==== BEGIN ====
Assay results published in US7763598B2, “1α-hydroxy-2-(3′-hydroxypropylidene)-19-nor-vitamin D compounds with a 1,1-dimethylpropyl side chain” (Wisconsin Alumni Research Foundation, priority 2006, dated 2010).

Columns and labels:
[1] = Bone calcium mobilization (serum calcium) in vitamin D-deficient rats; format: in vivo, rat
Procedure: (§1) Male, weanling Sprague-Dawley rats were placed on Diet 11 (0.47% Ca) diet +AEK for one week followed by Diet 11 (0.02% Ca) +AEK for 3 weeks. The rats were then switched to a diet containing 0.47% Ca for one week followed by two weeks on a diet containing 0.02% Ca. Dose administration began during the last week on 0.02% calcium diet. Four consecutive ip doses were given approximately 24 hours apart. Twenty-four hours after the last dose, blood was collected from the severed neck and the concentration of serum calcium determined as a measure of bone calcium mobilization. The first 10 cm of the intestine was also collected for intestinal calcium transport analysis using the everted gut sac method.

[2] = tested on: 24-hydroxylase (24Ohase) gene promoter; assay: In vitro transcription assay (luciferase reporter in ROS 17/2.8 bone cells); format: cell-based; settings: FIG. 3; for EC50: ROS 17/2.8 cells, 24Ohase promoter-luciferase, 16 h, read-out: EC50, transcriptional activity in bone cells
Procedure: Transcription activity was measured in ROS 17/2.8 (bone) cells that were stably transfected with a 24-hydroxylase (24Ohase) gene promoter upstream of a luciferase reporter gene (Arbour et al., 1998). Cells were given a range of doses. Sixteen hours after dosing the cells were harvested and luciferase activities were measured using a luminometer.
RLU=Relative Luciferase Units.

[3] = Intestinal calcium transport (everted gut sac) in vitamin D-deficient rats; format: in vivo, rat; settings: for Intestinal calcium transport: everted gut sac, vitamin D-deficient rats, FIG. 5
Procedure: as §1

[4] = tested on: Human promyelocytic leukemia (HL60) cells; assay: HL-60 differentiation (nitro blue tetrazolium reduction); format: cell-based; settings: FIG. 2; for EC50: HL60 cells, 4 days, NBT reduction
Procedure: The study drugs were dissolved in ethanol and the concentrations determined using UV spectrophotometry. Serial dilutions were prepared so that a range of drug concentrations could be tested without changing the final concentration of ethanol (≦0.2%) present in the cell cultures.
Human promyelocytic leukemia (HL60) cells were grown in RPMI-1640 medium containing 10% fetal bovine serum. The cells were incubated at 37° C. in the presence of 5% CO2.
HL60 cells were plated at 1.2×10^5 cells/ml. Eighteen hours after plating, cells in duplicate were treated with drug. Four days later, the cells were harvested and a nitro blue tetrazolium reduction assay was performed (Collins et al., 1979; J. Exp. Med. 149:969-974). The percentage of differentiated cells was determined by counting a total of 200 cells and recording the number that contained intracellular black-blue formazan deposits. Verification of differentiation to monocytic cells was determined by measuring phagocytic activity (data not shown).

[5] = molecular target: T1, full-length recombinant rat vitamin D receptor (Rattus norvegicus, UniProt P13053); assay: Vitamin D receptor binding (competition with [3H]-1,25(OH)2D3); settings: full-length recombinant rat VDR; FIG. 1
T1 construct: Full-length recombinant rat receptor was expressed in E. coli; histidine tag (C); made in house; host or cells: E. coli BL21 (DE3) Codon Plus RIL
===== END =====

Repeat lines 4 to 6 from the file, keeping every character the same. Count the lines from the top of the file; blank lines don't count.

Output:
Procedure: (§1) Male, weanling Sprague-Dawley rats were placed on Diet 11 (0.47% Ca) diet +AEK for one week followed by Diet 11 (0.02% Ca) +AEK for 3 weeks. The rats were then switched to a diet containing 0.47% Ca for one week followed by two weeks on a diet containing 0.02% Ca. Dose administration began during the last week on 0.02% calcium diet. Four consecutive ip doses were given approximately 24 hours apart. Twenty-four hours after the last dose, blood was collected from the severed neck and the concentration of serum calcium determined as a measure of bone calcium mobilization. The first 10 cm of the intestine was also collected for intestinal calcium transport analysis using the everted gut sac method.

[2] = tested on: 24-hydroxylase (24Ohase) gene promoter; assay: In vitro transcription assay (luciferase reporter in ROS 17/2.8 bone cells); format: cell-based; settings: FIG. 3; for EC50: ROS 17/2.8 cells, 24Ohase promoter-luciferase, 16 h, read-out: EC50, transcriptional activity in bone cells
Procedure: Transcription activity was measured in ROS 17/2.8 (bone) cells that were stably transfected with a 24-hydroxylase (24Ohase) gene promoter upstream of a luciferase reporter gene (Arbour et al., 1998). Cells were given a range of doses. Sixteen hours after dosing the cells were harvested and luciferase activities were measured using a luminometer.